Advances in Earth Science
• Articles •
LI Jianghai, NIU Xianglong，FENG Jun
LI Jianghai, NIU Xianglong，FENG Jun. THE IDENTIFICATION OF THE FOSSIL BLACK SMOKER CHIMNEY AND ITS IMPLICATION FOR SCIENTIFIC RESEARCH[J]. Advances in Earth Science, 2004, 19(1): 17-025.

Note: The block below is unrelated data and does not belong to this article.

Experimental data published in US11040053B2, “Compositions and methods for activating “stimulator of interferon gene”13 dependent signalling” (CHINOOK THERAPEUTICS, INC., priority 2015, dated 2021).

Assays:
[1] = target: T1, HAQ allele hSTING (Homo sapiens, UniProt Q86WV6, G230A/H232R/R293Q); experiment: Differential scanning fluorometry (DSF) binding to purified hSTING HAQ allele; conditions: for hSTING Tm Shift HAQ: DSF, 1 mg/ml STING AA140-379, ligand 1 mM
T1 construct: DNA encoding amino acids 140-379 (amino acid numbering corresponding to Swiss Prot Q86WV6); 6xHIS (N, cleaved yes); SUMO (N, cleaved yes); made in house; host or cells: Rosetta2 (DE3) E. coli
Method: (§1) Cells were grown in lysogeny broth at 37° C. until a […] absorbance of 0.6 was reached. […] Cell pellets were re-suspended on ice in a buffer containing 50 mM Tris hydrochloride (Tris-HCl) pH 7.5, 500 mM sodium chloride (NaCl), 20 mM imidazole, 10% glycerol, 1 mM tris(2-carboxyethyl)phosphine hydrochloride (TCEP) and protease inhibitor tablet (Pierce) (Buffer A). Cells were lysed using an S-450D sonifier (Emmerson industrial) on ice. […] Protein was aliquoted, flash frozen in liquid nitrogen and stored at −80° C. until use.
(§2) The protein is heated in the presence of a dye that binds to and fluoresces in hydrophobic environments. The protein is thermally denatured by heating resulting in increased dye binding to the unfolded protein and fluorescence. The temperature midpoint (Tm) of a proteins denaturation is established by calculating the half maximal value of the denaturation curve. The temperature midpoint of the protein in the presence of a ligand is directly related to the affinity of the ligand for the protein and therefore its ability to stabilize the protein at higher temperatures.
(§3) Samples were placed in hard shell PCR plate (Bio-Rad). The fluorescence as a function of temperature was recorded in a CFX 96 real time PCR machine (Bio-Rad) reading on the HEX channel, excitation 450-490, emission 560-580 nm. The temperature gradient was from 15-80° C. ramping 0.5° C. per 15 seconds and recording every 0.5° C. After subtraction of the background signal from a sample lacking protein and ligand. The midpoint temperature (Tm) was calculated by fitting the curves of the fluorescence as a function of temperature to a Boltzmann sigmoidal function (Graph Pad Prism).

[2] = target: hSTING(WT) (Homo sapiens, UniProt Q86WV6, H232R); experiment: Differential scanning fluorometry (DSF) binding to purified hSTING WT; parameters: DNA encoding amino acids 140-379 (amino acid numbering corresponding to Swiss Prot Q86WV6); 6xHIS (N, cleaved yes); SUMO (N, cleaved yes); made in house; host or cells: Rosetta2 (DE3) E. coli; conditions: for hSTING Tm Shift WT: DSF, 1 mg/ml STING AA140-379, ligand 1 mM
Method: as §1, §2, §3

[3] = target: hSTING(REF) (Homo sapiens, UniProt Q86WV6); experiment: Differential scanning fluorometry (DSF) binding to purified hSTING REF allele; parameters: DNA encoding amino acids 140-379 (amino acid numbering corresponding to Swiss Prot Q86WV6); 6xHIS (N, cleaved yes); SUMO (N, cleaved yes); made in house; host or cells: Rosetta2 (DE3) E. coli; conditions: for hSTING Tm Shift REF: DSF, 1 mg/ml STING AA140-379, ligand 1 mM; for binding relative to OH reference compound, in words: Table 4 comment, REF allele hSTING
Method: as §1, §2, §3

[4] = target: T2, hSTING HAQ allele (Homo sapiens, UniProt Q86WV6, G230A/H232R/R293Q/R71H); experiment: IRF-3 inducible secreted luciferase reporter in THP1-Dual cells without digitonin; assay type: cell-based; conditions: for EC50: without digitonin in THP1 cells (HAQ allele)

The present day black smoker chimneys and mounds have been widely found in the settings of mid-oceanic ridge, backarc basin, shallow sea and continental rift, which result in the formation of massive sulfide deposits at the vent sites. Moreover, these deep vents support chemosynthetic metabolizing bacteria. The modern sulfide chimneys commonly show evident columnar to conical geometry, characterized with the concentric mineralogical zonation around a central conduit. The black smoker chimney is formed when the mineral laden hydrothermal fluid is mixed with the surrounding ocean water. It begins to grow by the instant precipitation around outer wall, followed by the crystallization of polymetal sulphide on inner wall of conduits. The deeply seated magma as heat source, hydrothermal fluid concentrated within fissures and continuous eruption are favorable to the creation of a giant black smoker chimney. The drilling in sulphide mounds at the ocean bottom and their comparison with VMS (volcanogenic massive sulfide) indicate that they have similar internal structures and mineral zonation. The sulphide mounds of economic value are built with the accumulation of collapsed chimney and breccias, reworked by replacement and recrystalization. Finally, the identification of chimney structures within VMS is very important for the understanding of the process of minerallization and the origin of life.